Tuesday, 2 December 2014

Capital II, Chapter 20 - Part 30

“Capitalist society employs more of its available annual labour in the production of means of production (ergo, of constant capital) which are not resolvable into revenue in the form of wages or surplus-value, but can function only as capital.” (p 442)

This does not necessarily appear as any different from the production of revenue, because from the perspective of the individual capital, the consequence of its production does appear to be the creation of revenue. The firm sells its output of coal, steel, machines etc. and obtains money, which is paid as revenue in the form of wages to its workers, profit to its owners and so on. It is only when it is viewed from the perspective of the total social capital that this becomes apparent.

For Robinson Crusoe, it is obvious that time spent making or repairing nets and so on is time that is not being spent producing his own consumption goods.

Marx summarises the relations between capital and revenue that the economists misunderstood. I have dealt with some of these relations and the misunderstandings of them even by some Marxist economists in – The Circuits Of Money and Capital

The key to understanding these relations is to understand the difference between content and form. The starting point is the concept that capital is a social relation between capital and wage labour. Capital in process exists as value. What is transferred from one stage of the circuit to another is capital-value. Money-capital is merely a form of capital-value. But, money can only be capital in the context of being in the process of becoming productive-capital, because money-capital cannot expand in value unless it is used to purchase wage labour for productive purposes.

The money that the capitalist possesses with the purpose of buying labour-power only becomes variable capital at the point it is laid out for that purpose. Until then it is not capital at all but only money – potential capital.

The difference between money and money-capital explains why the economists concept that variable capital acts as capital for the capitalist and revenue for the worker is wrong. As Marx sets out, the money laid out for labour-power is not variable capital, it is money-capital.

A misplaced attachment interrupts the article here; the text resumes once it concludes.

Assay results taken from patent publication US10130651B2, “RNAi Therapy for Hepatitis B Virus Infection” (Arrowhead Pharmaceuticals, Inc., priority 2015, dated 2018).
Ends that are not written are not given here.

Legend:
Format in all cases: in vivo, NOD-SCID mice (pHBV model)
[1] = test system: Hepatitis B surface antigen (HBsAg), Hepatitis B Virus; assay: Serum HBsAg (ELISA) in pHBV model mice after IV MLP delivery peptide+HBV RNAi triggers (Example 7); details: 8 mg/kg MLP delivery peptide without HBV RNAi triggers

“So long as it persists in his hands in the form of money, it is nothing but a given value existing in the form of money; hence a constant and not a variable magnitude. It is a variable capital only potentially, owing to its convertibility into labour-power. It becomes real variable capital only after divesting itself of its money-form, after being converted into labour-power functioning as a component part of productive capital in the capitalist process.” (p 443)

Moreover, the worker does not sell labour-power as capital. It is not capital to them. It is not their variable capital, but the variable capital of the capitalist. The worker only sells a commodity, labour-power. What they receive for it is not capital but merely money. The money-capital was only capital in the form of money because that was the shape the capital-value had to assume to perform its function at that stage. Once it buys productive-capital, it immediately sheds that form, leaving only the empty money shell behind it. The worker receives not money-capital, nor variable capital, but simply money – revenue.

“We have here but the simple fact that the money of the buyer, in this case the capitalist, passes from his hands into those of the seller, in this case the seller of labour-power, the labourer. It is not a case of the variable capital functioning in a dual capacity, as capital for the capitalist and as revenue for the labourer. It is the same money which exists first in the hands of the capitalist as the money-form of his variable capital, hence as potential variable capital, and which serves in the hands of the labourer as an equivalent for sold labour-power as soon as the capitalist converts it into labour-power. But the fact that the same money serves another useful purpose in the hands of the seller than in those of the buyer is a phenomenon peculiar to the purchase and sale of all commodities.” (p 443-4)

There follows from this false view a confusion in understanding the relation in the exchange of constant capital from Department 1 for consumption goods from Department 2. Marx breaks this down into the components equal to the purchases of workers from wages, and capitalists from surplus value. He does so by examining the exchange from the perspective of both sides of the exchange.

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